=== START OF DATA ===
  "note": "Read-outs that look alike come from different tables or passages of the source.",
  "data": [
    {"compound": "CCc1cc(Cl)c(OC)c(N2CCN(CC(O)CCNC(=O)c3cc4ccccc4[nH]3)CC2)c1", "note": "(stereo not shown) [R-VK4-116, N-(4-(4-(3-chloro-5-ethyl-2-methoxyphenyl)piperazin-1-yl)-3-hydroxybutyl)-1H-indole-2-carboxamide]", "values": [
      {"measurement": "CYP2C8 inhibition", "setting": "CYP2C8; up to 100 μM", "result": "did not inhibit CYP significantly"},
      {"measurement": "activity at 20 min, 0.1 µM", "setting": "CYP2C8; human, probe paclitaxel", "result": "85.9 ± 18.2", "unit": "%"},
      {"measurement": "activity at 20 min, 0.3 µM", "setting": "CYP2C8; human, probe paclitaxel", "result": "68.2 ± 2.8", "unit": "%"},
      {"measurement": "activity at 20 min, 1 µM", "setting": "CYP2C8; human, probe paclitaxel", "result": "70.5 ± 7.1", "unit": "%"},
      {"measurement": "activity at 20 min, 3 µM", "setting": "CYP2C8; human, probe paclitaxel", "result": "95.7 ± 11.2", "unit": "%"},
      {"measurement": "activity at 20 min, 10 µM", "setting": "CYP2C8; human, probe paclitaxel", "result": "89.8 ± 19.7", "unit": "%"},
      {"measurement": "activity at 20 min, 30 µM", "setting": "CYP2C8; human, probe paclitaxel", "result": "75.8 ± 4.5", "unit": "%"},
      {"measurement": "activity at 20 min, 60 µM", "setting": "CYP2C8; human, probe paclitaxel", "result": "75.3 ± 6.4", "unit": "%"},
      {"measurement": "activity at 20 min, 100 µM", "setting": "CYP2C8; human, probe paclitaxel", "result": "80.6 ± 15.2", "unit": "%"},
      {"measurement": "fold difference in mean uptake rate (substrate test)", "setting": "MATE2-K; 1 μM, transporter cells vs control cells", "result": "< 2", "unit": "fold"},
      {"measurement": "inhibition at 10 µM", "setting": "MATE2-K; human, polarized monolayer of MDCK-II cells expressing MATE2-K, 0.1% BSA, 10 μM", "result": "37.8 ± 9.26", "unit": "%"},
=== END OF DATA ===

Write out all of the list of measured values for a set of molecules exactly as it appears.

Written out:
  "note": "Read-outs that look alike come from different tables or passages of the source.",
  "data": [
    {"compound": "CCc1cc(Cl)c(OC)c(N2CCN(CC(O)CCNC(=O)c3cc4ccccc4[nH]3)CC2)c1", "note": "(stereo not shown) [R-VK4-116, N-(4-(4-(3-chloro-5-ethyl-2-methoxyphenyl)piperazin-1-yl)-3-hydroxybutyl)-1H-indole-2-carboxamide]", "values": [
      {"measurement": "CYP2C8 inhibition", "setting": "CYP2C8; up to 100 μM", "result": "did not inhibit CYP significantly"},
      {"measurement": "activity at 20 min, 0.1 µM", "setting": "CYP2C8; human, probe paclitaxel", "result": "85.9 ± 18.2", "unit": "%"},
      {"measurement": "activity at 20 min, 0.3 µM", "setting": "CYP2C8; human, probe paclitaxel", "result": "68.2 ± 2.8", "unit": "%"},
      {"measurement": "activity at 20 min, 1 µM", "setting": "CYP2C8; human, probe paclitaxel", "result": "70.5 ± 7.1", "unit": "%"},
      {"measurement": "activity at 20 min, 3 µM", "setting": "CYP2C8; human, probe paclitaxel", "result": "95.7 ± 11.2", "unit": "%"},
      {"measurement": "activity at 20 min, 10 µM", "setting": "CYP2C8; human, probe paclitaxel", "result": "89.8 ± 19.7", "unit": "%"},
      {"measurement": "activity at 20 min, 30 µM", "setting": "CYP2C8; human, probe paclitaxel", "result": "75.8 ± 4.5", "unit": "%"},
      {"measurement": "activity at 20 min, 60 µM", "setting": "CYP2C8; human, probe paclitaxel", "result": "75.3 ± 6.4", "unit": "%"},
      {"measurement": "activity at 20 min, 100 µM", "setting": "CYP2C8; human, probe paclitaxel", "result": "80.6 ± 15.2", "unit": "%"},
      {"measurement": "fold difference in mean uptake rate (substrate test)", "setting": "MATE2-K; 1 μM, transporter cells vs control cells", "result": "< 2", "unit": "fold"},
      {"measurement": "inhibition at 10 µM", "setting": "MATE2-K; human, polarized monolayer of MDCK-II cells expressing MATE2-K, 0.1% BSA, 10 μM", "result": "37.8 ± 9.26", "unit": "%"},